and black), had lived and done miraculous things in the

service of their fellow man but none of that other crap

they’d added, no sir, all that extortion shit had turned

Him into nothing but a po’-pimp’s lookout man. Sheeeit.

Unconditional love. Period. Hero believed in the same

Great Spirit as the American Indians (North and South).

Very simple and very basic yet omnipotent. The great shifting

power, gigantic and crushing, indifferent. The antithesis

of what the “first” Europeans in the “New World” had brought

with them – besides disease that is. Hero could hear them

trying to desperately cop a plea without sounding as if

they didn’t mean it. They didn’t do too good.

“We were wrong, OK?! Sorry! Jesus, it’s not like you never

made any mistakes you know.”

And a defective clone of Cindy Brady they’d sent as a

representative would stick her tongue out backed by her

entire head, pigtails flying every which way, turn around and

march off, another perfect specimen of this civilization’s

latest incarnation of consumer coercion. Five motherfucking

centuries of selling each other shit and lies and then more

shit. The word “penitentiary” came from the word “penance.”

Although Hero thought that maybe something had been lost

in the translation.

“Why, yes .. you’re right, the translation, of course .. you’re

a genius, man! How could we have been so blind?! You’ll

see a Nobel Prize at the very least, my boy!”

“Satan is God with a hangover,” Hero said to his shoe.

“What’s ‘at?” Q asked him.

“My shoe .. uh, nothin’, Q, I was just thinkin’ out loud, s’all.

“Satan is God when he’s drunk.”

“What? Hero, you call me?”

“Huh? Nah, sorry, Q.”

Hero and Q never spoke very much and that’s probably why

they’d gotten along so well for so long; they even arranged

their meals via passed notes for more privacy. If he was

lonely, or maybe just masochistic, Hero could always talk

to Jughead, but why? Within ten minutes he’d be thinking

about slitting his own wrists, frustrated that he couldn’t

get to Jughead’s. It always ended in an argument even when

Hero didn’t argue. “ JugFacts” left unanswered and unchallenged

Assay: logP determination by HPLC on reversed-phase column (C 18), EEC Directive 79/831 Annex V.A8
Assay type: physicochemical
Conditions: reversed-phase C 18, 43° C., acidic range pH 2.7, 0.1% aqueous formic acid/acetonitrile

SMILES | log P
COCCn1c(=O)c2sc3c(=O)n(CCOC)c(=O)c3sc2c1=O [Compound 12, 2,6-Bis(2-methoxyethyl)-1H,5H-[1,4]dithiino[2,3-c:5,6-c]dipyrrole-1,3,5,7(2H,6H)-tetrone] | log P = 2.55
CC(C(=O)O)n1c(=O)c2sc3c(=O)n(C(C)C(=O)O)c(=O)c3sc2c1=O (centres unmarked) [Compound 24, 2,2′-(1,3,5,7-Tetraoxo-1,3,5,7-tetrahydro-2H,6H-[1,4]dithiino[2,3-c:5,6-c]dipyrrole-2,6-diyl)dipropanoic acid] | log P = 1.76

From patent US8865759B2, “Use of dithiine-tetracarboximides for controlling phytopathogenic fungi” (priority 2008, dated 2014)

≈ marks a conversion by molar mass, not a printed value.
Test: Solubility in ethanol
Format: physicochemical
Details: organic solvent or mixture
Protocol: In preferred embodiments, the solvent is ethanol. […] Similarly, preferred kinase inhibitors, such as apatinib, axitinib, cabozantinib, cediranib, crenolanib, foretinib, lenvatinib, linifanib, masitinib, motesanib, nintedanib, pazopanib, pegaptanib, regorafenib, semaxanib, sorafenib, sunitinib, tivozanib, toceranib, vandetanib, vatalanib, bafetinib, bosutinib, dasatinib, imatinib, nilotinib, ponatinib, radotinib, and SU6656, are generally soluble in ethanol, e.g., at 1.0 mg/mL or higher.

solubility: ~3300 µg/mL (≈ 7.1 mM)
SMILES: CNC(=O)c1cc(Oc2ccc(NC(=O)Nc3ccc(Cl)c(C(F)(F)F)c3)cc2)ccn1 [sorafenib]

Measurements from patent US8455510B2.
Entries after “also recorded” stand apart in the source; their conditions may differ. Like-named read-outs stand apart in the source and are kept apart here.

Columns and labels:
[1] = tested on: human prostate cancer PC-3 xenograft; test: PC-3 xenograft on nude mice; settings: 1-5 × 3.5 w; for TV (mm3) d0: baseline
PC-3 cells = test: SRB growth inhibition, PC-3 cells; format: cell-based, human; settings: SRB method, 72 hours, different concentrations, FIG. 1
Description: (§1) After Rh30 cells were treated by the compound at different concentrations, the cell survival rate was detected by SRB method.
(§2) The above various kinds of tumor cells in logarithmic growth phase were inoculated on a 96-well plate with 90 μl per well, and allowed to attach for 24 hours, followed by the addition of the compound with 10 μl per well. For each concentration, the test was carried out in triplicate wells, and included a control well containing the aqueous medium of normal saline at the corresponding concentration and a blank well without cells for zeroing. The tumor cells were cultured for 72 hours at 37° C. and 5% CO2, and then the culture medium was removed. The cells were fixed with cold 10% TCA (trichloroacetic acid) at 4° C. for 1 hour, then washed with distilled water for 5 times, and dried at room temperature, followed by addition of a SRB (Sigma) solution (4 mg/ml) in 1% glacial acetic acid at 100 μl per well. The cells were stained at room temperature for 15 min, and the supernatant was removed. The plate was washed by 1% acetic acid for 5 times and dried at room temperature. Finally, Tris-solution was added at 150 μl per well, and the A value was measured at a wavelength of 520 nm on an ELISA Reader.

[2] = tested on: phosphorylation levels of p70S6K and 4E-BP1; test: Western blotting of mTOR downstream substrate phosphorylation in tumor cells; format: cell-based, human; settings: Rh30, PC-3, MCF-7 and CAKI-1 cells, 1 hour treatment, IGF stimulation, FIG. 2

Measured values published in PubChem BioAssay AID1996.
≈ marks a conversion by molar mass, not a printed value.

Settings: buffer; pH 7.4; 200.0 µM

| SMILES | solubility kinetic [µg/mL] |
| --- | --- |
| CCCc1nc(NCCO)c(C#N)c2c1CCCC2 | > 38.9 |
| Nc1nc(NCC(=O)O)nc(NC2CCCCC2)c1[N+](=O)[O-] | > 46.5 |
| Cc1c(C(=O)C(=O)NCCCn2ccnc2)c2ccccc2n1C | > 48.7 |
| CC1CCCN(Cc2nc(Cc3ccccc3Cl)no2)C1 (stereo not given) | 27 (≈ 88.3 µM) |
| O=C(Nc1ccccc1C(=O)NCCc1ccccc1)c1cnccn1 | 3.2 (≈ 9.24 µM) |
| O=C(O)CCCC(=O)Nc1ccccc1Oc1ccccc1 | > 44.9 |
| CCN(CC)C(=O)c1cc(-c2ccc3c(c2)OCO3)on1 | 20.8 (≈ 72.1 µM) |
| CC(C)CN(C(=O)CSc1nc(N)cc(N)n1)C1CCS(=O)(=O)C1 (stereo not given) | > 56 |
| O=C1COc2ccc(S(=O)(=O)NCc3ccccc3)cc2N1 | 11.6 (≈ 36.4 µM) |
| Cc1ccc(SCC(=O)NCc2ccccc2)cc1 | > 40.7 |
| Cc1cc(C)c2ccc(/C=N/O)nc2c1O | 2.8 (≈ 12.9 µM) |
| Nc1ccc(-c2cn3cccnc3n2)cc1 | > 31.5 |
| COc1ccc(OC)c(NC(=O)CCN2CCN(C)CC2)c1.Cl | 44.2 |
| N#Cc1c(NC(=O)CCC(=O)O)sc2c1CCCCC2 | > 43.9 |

would hang palpably between their cells until the words

that Hero hadn’t spoken to give Jughead the argument he

so desperately yearned for would drive him to start yet

another”academic discussion.”

“Piece of shit.”

“Dat was you, Hero?”

“Eh? Nothin’.”

Hero had come to notice how all the bullshit artists he’d been forced to listen to in his life, they’d all shared the peculiar habit of telling some ridiculous lie or another and then pause, intensely studying the poor bastard they were holding hostage by exploiting his good manners. What the fuck were they looking for? Such exchanges were unnerving, like the discovery of a cockroach in your bed: you wondered how long had it been there?

This was the same thing Jughead would arrange on the gate

only he wasn’t able to see Hero so he had to relish in

his frustration as reflected by the length of time before

he gave him any answer. Meanwhile, Hero prayed to every

God he could think of that, at the very least, Jughead would

have a speech paralyzing stroke  that very moment. Sometimes

Jughead would hold up his small plastic mirror in front

of Hero’s cell and motion in the reflection with his free

hand for him to come closer so no one would hear whatever

nonsense it was that he so clandestinely had to communicate.

Then, while looking at him in the mirror, he would

speak without making any sound so that Hero was expected

to read his lips. He always became very annoyed with Hero’s

inability to understand him. Hero didn’t like speaking eye

to eye with people he wasn’t intimate with in the first place,

never mind that he couldn’t stand having to look at Jughead

murmuring at him in that tiny mirror. He enjoyed a more

broken up eye contact that was part of a totally enveloping

communication which included body language, gesticulation

and vibe. He believed a field of energy existed around everyone

and everything, we just tended to ignore it in our gross

average methods of movement which were too often governed

by base desire; which was ok with Hero, too. He liked himself

in these rare glimpses, this overview as it were, of his

perceived humanity in all its scope. Perceived because

he believed that there was always more and that was the

magic that kept him going. His own worst enemy – his very

best friend. That was part of being all “growed-up” as he’d

recently wrote to an old friend. Your life was a given

when you were eighteen; for Hero it had been a nightmare

struggle of looking inside from out, a social retard with

tools but no experience in their use. Naive, he never thought

he was immortal  but things had definitely been easier on

the physical tip than they were now at thirty-five and he

wanted to make sure he lived as long as he could, he wanted

to see what was going to happen next.

“Never trust anyone over thirty,” the kids had said when

Hero was a little boy. Now, forty was right around the corner

and it had taken him thirty-five years and the threat of

an early death at the hands of his own dirty blood and a

disease that had no cure to realize it. Thirty-five years

and Mr. Death kicking back on his liver like it was a fucking

BarcoLounger reminded him that he was mature enough to

care and to think that he just might need a plan to provide

for his comfort later. Hero thought about older guys he’d

known who had fallen on “hard times” (which was just a polite

way of saying that they’d fucked-up). He was looking at

a coin with saw tooth edges. It wasn’t a very pretty picture,

not at all. That wasn’t for him, no way. He figured he still

had about two years to get ready, get set, and Go!


Art: Dan Reece